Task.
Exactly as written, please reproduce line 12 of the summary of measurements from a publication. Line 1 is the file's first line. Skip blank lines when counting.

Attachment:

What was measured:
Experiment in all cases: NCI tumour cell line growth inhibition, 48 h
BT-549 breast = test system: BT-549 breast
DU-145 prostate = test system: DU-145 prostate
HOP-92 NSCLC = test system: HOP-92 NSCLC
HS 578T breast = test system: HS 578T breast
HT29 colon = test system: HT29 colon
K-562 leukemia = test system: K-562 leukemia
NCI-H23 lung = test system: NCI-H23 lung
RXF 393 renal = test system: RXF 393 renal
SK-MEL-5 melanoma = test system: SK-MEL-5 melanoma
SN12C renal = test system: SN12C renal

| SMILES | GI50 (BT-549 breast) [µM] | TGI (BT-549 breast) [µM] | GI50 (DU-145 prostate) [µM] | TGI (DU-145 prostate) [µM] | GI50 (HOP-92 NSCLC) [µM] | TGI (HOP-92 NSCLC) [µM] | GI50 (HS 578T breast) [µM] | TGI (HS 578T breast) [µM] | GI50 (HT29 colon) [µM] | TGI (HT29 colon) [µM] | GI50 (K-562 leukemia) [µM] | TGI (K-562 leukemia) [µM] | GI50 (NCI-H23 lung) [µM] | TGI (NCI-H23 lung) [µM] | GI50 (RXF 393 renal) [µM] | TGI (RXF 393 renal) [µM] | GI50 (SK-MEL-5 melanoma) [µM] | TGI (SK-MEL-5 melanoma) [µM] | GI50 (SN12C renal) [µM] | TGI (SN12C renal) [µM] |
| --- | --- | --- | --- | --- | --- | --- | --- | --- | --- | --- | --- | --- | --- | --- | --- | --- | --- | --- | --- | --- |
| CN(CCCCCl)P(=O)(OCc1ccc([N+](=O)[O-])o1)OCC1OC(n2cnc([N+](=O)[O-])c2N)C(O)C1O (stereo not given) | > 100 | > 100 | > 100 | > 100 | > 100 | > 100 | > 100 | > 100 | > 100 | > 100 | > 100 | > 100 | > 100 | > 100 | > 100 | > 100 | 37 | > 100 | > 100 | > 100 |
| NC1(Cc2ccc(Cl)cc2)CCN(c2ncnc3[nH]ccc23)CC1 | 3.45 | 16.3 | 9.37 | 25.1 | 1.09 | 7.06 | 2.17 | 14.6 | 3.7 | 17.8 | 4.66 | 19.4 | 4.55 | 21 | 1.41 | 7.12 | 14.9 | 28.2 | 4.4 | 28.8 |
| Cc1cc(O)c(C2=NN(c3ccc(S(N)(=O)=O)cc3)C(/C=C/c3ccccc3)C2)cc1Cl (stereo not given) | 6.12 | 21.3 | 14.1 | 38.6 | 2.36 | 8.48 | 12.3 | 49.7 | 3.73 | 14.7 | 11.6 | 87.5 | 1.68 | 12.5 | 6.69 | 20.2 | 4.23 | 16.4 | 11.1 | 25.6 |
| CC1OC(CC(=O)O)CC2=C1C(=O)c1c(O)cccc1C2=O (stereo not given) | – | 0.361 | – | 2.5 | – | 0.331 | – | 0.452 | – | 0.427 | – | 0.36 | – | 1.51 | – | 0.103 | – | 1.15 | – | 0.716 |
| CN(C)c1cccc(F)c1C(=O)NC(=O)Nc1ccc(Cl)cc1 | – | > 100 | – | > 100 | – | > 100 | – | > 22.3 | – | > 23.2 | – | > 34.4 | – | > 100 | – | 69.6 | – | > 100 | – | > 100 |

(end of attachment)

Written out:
SN12C renal = test system: SN12C renal